$50 a month: University/Vocational Program. Some of the benefits your student will receive are: tuition, room, board, transportation, books, and materials.

2. May I send gifts to my sponsored child?

You may send items with your letters to our USA office, as long as they fit in one 6-by-9-inch envelope per month. The contents of this envelope should weigh less than 1 lb. and have a monetary value of less than $25. We will also identify special Christmas and summer camp projects each year. If you visit your child, you are welcome to bring gifts, as long as they are appropriate and their total value does not exceed $25. (See our gift giving policy here.)

3. Why do we have rules for gift giving?

While we appreciate the intent behind gifts, if directions are not followed, direct gift-giving can cause several problems for your child. These include: (1) causing jealousy among other children; (2) undermining the authority of parents and in-country staff; (3) breeding dependence and materialism; (4) taking the place of more urgent needs; (5) misuse or misinterpretation of the items and their meaning.

4. How can I learn more about my sponsored child?

You can learn more through writing letters, visiting your child on a Venture trip, and reading our blog and other resources on our website, or listening to our podcast. You will also receive regular updates about our programs through emails and newsletters.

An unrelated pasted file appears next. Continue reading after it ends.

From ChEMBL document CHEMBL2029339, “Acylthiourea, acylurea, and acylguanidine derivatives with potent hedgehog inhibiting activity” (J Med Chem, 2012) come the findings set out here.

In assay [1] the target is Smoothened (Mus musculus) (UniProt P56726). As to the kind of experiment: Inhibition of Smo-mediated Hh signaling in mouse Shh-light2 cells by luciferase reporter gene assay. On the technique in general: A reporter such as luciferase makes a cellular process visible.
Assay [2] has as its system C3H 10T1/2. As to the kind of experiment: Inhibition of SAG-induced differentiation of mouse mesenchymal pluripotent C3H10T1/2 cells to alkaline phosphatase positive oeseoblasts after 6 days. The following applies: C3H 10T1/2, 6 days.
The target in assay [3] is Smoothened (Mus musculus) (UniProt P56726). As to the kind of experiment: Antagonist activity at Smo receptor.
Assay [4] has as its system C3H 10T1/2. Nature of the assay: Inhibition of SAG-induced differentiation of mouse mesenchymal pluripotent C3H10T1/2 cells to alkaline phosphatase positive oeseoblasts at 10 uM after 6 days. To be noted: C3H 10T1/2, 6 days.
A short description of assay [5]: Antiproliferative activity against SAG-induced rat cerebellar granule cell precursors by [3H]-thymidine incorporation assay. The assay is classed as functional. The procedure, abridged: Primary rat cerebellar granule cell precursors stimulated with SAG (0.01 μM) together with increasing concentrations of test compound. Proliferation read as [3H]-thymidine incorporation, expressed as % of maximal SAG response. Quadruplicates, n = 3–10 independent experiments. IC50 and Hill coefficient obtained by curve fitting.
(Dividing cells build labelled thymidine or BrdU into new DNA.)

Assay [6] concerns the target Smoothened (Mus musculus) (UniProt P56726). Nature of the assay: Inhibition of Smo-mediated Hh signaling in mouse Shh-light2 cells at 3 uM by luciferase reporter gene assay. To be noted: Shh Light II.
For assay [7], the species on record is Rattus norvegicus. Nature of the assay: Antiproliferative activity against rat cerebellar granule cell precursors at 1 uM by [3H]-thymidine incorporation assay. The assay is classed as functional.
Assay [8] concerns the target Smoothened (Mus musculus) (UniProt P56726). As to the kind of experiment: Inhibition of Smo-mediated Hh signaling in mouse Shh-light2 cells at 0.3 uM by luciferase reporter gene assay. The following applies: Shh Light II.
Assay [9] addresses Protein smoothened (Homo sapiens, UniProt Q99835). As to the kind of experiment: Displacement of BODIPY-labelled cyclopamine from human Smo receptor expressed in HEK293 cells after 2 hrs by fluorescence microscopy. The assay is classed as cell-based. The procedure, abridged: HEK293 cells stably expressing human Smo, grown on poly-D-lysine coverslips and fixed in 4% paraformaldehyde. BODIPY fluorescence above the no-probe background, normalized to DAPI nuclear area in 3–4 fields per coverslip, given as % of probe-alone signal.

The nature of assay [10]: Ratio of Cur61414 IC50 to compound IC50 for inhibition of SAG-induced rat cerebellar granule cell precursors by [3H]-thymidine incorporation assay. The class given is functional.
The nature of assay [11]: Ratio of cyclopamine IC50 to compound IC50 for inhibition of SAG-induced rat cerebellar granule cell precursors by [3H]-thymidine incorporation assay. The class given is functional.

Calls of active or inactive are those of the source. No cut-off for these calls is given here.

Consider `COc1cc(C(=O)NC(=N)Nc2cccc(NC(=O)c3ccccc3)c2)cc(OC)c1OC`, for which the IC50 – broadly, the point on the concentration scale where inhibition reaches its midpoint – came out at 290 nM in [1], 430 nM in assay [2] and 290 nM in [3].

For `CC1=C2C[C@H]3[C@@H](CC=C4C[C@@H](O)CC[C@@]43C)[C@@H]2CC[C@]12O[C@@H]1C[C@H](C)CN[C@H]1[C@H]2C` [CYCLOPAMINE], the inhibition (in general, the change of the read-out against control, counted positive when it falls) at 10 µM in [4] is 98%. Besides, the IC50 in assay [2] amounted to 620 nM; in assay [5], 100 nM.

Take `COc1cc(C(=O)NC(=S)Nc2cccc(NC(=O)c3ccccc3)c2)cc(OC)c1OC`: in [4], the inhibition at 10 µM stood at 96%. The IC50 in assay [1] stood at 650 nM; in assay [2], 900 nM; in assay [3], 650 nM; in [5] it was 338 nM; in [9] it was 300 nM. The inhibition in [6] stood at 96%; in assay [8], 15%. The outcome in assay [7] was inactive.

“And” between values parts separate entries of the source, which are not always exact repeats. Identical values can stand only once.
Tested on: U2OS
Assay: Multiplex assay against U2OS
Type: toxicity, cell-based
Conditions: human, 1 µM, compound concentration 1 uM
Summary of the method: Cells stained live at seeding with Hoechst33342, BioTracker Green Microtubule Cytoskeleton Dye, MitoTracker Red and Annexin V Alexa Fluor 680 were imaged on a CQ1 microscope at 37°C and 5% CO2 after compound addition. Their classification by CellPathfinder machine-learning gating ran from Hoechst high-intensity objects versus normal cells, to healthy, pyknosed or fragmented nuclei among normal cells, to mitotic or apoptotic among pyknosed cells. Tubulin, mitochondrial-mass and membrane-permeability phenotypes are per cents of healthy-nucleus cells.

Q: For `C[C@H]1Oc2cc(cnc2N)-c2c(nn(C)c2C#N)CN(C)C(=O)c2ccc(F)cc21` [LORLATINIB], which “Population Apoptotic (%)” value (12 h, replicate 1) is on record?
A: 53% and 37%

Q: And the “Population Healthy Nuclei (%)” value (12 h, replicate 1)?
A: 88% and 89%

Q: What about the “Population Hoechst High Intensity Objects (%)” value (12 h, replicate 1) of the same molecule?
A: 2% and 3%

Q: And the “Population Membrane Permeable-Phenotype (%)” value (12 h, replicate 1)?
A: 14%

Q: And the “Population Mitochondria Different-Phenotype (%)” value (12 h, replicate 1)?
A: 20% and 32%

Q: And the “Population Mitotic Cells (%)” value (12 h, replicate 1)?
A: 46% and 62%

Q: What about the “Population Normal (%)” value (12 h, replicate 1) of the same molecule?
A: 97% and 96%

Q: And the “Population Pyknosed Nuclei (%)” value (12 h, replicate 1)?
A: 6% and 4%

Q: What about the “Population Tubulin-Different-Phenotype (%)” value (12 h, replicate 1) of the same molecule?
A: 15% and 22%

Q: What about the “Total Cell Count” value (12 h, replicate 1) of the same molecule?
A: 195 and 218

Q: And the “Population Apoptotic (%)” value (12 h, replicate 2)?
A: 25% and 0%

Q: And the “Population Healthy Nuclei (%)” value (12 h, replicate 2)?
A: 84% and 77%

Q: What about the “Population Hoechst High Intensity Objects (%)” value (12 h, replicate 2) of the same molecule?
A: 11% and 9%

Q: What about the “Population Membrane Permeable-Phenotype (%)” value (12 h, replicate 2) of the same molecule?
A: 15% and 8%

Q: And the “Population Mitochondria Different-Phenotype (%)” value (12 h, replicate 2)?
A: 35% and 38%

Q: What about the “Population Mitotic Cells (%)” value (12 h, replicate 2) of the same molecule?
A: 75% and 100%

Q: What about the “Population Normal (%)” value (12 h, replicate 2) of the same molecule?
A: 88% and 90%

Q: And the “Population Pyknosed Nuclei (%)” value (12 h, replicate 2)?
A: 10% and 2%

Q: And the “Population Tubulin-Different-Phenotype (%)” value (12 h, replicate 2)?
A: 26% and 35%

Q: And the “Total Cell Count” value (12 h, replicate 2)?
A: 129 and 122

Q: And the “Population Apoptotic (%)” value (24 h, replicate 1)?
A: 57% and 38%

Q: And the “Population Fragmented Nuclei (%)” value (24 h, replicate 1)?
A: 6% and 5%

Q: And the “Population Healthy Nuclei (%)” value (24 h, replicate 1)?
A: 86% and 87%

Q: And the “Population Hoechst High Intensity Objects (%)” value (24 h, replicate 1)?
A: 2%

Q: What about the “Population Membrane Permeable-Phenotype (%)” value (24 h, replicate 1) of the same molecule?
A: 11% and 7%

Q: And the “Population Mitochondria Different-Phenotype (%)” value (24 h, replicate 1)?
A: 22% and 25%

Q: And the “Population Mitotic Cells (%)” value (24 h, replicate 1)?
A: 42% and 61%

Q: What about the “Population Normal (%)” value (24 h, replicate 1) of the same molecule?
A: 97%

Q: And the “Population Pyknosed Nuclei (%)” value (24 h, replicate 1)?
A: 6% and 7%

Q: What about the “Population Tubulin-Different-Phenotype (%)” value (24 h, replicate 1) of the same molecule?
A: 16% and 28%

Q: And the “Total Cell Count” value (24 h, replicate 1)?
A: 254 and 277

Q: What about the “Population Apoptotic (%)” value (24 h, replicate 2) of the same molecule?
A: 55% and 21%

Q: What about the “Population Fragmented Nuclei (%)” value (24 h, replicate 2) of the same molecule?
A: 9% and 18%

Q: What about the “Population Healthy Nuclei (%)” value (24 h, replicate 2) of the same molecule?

5. How long should my sponsorship last?

Our desire is to see these young adults actively contributing to their society and becoming leaders. The length of commitment depends on the requirements of the specific area of study your student has chosen. If we determine your student no longer requires support or leaves the program, within 30 days we will send you a profile of a new student for you to consider sponsoring; your sponsorship will automatically transfer to this student unless we hear from you.

 

Meeting your sponsored child

Visiting your child can be an exciting and encouraging experience for both you and your sponsored child. You can join an existing “Visit Your Child” trip or set up a trip of your own by visiting our Venture trips page.

 

 

 

 

Further Reading

You can learn more about the cultures of Africa and the Caribbean, and how to properly engage with your sponsored child, by reading some of the following books. Enjoy!


Foreign to Familiar
Sarah A. Lanier
This book is all about understanding the differences between cold-climate cultures (like the US and Europe) and hot-climate cultures (like Africa and the Caribbean).
 

The Big Truck that Went By
Jonathan M. Katz
This book details the world's response to the 2010 earthquake in Haiti, and how in many ways the relief efforts resulted in more harm than good.
 

When Helping Hurts
Steve Corbett and Brian Fikkert
This book shows how sometimes the best intentions can go wrong when we intervene in other cultures, and provides solutions for doing international missions right.